I do not recommend delving directly into any body of laws that is as extensive as immigration law, unless of course you have a few years to spare--but then again why waste that time? Think of books like this one as you would of maps: you don't want to have to start looking for California, street by street, starting in Washington DC. The point is this: an overview is always useful. This one should help you, if you use it properly.
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1 of 1 people found the following review helpful By R. Kao on November 21, 2011
Format: Paperback Verified Purchase
Adequate and helpful for an overview of your standard Immigration class. Definitely helpful for the UCLA SOL class, and I will be recommending it to rising 2Ls.

The only possible problem is that the book does not always include citations, or parallel citations, to INA provisions. Instead, the book may use implementation rules, necessitating a bit of legwork if the professor is working off the INA. I would think that the INA would be the most appropriate authority to cite for law students, but I can imagine that if a practitioner was using the guide, then perhaps the rules are more appropriate. The book flip-flops between the two, while both would have nice (perhaps putting the cross-reference in a parenthetical cite).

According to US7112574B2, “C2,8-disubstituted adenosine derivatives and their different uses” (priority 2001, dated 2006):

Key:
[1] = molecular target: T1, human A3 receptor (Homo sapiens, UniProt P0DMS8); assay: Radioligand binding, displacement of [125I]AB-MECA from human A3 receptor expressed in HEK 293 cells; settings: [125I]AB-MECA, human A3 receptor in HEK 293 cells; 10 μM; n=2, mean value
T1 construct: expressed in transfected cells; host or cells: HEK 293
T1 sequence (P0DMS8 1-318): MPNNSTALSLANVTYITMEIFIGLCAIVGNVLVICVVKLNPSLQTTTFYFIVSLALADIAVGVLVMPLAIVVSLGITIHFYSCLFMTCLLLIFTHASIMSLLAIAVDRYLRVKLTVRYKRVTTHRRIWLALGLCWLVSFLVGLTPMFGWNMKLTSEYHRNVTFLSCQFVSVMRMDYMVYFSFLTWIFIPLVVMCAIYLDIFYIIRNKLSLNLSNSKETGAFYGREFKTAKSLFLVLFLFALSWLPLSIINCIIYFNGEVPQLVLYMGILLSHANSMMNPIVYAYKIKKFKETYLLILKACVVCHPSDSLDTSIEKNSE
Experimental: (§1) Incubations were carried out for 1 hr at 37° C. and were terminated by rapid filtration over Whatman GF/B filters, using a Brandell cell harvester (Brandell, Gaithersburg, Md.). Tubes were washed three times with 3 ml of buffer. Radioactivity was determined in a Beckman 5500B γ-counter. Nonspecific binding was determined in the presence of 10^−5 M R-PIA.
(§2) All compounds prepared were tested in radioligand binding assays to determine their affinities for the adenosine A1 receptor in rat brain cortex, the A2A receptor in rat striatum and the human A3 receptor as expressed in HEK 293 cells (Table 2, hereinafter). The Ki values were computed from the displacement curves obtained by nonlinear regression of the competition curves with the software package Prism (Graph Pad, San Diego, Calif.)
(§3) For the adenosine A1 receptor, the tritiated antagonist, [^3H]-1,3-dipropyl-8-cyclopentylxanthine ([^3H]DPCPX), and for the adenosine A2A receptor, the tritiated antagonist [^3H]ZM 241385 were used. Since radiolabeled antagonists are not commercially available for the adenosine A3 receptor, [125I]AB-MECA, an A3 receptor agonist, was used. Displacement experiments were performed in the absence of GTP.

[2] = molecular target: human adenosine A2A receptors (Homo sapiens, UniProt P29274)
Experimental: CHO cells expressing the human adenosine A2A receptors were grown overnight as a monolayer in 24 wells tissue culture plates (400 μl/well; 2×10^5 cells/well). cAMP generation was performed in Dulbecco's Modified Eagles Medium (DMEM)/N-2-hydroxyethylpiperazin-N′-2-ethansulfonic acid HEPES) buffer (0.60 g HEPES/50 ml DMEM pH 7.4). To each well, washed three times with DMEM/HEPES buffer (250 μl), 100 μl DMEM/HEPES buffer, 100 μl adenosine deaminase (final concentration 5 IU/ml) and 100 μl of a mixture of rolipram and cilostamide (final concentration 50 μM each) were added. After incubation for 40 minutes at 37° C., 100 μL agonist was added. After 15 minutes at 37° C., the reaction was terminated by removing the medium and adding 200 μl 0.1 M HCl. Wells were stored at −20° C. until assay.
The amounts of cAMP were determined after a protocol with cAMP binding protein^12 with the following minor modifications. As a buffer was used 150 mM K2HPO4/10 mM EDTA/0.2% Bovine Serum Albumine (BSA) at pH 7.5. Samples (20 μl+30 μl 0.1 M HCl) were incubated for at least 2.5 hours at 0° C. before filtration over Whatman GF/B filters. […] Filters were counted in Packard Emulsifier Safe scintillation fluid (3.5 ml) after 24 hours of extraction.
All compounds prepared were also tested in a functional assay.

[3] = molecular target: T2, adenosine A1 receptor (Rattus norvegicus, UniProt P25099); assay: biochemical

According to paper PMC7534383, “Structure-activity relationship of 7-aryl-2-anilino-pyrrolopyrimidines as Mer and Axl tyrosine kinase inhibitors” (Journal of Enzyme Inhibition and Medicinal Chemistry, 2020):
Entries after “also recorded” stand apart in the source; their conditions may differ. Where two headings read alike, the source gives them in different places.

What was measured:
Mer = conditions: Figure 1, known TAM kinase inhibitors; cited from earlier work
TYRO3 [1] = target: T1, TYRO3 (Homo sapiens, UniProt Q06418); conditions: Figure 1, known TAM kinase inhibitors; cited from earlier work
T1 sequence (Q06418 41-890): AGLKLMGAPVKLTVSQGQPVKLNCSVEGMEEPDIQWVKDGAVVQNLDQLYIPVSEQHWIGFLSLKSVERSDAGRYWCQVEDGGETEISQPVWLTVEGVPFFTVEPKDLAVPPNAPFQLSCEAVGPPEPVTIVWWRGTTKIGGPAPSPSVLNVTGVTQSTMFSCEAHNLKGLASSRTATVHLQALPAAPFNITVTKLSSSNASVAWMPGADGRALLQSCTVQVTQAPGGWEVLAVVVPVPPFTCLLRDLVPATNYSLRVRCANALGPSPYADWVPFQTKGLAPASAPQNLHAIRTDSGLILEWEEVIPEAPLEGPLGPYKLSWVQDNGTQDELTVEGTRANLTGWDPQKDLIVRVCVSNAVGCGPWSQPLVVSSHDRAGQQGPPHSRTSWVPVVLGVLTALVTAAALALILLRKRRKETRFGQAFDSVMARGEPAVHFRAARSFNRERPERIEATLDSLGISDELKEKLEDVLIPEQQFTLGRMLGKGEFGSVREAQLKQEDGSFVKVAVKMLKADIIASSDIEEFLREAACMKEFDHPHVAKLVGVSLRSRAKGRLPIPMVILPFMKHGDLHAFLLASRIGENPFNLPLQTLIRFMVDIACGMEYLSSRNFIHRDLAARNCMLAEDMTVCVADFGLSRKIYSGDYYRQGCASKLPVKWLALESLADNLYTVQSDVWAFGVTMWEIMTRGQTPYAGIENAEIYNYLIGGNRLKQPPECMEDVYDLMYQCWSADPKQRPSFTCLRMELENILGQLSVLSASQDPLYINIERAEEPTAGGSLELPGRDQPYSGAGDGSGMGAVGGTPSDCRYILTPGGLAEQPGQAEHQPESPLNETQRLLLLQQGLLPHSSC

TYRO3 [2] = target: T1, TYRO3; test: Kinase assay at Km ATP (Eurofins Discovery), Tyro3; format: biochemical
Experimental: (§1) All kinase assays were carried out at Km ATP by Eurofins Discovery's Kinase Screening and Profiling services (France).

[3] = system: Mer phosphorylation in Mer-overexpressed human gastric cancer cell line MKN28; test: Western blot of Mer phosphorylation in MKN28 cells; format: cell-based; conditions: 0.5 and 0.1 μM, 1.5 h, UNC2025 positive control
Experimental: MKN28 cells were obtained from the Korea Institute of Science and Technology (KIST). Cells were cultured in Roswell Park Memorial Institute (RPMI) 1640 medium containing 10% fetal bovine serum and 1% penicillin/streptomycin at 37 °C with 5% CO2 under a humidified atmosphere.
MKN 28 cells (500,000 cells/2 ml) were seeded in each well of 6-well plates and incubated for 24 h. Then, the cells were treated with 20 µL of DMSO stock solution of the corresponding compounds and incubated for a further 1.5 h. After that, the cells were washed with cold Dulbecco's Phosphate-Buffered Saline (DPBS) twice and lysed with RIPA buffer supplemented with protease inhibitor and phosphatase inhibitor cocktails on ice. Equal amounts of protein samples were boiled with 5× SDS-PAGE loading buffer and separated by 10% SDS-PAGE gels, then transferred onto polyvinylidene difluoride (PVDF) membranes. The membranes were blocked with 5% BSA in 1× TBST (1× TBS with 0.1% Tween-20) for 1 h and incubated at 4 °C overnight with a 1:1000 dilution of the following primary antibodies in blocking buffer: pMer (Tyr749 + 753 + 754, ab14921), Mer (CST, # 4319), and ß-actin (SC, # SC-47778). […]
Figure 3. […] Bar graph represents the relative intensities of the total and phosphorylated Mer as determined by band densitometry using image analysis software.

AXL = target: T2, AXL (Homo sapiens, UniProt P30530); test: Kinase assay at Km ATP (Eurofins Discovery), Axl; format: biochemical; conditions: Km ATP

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1 of 1 people found the following review helpful By Orlando Reyes Rodriguez on November 28, 2007
Format: Paperback
This book is not only very easy to carry around but is an awesome tool for students and practitioners. Right to the point and easy reading format, a must to deal with the most complicated area of our laws. It seems that it will be a good tool for a while since there's no change to immigration laws on sight in the near future.
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By D. Gest on March 13, 2009
Format: Paperback Verified Purchase
This book proved to be a critical supplement to my poor immigration law course. The book provides a very helpful overview of the entirety of immigration law in the U.S., and really helps clarify the complex categories and definitions that pervade the subject. Depending on how theoretical or policy-oriented your course is, you might actually learn more about the black letter law from this book than from the course, as I did. Overall, given the low price I would recommend purchasing it even if you only think it would be marginally helpful to your studies.